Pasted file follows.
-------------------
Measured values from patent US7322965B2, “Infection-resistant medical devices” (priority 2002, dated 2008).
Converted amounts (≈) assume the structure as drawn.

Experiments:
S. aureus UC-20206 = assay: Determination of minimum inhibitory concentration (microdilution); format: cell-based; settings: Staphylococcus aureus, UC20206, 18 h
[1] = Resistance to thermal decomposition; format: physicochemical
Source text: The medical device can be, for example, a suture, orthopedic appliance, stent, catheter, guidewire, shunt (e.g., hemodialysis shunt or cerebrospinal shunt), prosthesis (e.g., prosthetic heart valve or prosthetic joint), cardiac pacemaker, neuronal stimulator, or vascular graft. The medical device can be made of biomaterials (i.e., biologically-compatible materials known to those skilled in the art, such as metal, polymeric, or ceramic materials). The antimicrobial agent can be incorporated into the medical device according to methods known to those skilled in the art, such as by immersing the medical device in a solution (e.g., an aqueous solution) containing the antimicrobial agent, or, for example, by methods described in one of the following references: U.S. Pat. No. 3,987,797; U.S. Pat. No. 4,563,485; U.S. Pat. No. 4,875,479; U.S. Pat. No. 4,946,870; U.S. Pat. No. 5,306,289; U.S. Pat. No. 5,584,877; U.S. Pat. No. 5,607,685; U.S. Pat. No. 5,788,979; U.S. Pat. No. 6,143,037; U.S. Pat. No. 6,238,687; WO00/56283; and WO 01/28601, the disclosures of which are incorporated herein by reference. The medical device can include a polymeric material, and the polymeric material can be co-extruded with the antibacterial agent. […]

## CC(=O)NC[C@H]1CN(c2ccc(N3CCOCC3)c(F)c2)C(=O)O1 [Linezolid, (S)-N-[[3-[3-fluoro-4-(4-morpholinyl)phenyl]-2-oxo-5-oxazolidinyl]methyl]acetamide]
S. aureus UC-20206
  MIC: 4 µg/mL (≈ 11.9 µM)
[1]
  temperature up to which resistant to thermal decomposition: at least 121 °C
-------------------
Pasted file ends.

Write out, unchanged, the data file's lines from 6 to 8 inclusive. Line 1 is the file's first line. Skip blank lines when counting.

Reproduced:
Source text: The medical device can be, for example, a suture, orthopedic appliance, stent, catheter, guidewire, shunt (e.g., hemodialysis shunt or cerebrospinal shunt), prosthesis (e.g., prosthetic heart valve or prosthetic joint), cardiac pacemaker, neuronal stimulator, or vascular graft. The medical device can be made of biomaterials (i.e., biologically-compatible materials known to those skilled in the art, such as metal, polymeric, or ceramic materials). The antimicrobial agent can be incorporated into the medical device according to methods known to those skilled in the art, such as by immersing the medical device in a solution (e.g., an aqueous solution) containing the antimicrobial agent, or, for example, by methods described in one of the following references: U.S. Pat. No. 3,987,797; U.S. Pat. No. 4,563,485; U.S. Pat. No. 4,875,479; U.S. Pat. No. 4,946,870; U.S. Pat. No. 5,306,289; U.S. Pat. No. 5,584,877; U.S. Pat. No. 5,607,685; U.S. Pat. No. 5,788,979; U.S. Pat. No. 6,143,037; U.S. Pat. No. 6,238,687; WO00/56283; and WO 01/28601, the disclosures of which are incorporated herein by reference. The medical device can include a polymeric material, and the polymeric material can be co-extruded with the antibacterial agent. […]

## CC(=O)NC[C@H]1CN(c2ccc(N3CCOCC3)c(F)c2)C(=O)O1 [Linezolid, (S)-N-[[3-[3-fluoro-4-(4-morpholinyl)phenyl]-2-oxo-5-oxazolidinyl]methyl]acetamide]
S. aureus UC-20206